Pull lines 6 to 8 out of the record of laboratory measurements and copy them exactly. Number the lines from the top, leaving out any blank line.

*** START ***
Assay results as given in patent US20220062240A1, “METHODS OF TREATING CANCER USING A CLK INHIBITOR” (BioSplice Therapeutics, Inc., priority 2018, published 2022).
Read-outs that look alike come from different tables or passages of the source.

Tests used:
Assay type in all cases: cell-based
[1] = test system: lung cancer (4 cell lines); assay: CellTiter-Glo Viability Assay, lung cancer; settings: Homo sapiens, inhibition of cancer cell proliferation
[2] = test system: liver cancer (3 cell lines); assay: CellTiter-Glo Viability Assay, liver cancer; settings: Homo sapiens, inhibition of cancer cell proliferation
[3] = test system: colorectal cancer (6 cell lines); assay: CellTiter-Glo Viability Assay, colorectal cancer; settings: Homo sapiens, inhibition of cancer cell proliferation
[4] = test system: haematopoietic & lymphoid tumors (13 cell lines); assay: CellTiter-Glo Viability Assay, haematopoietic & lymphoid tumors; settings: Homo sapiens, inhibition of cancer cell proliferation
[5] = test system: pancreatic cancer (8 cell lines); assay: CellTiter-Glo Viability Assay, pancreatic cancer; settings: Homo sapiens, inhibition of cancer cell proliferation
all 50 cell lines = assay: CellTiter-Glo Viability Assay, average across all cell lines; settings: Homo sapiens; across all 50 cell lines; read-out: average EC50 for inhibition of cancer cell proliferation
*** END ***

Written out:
[2] = test system: liver cancer (3 cell lines); assay: CellTiter-Glo Viability Assay, liver cancer; settings: Homo sapiens, inhibition of cancer cell proliferation
[3] = test system: colorectal cancer (6 cell lines); assay: CellTiter-Glo Viability Assay, colorectal cancer; settings: Homo sapiens, inhibition of cancer cell proliferation
[4] = test system: haematopoietic & lymphoid tumors (13 cell lines); assay: CellTiter-Glo Viability Assay, haematopoietic & lymphoid tumors; settings: Homo sapiens, inhibition of cancer cell proliferation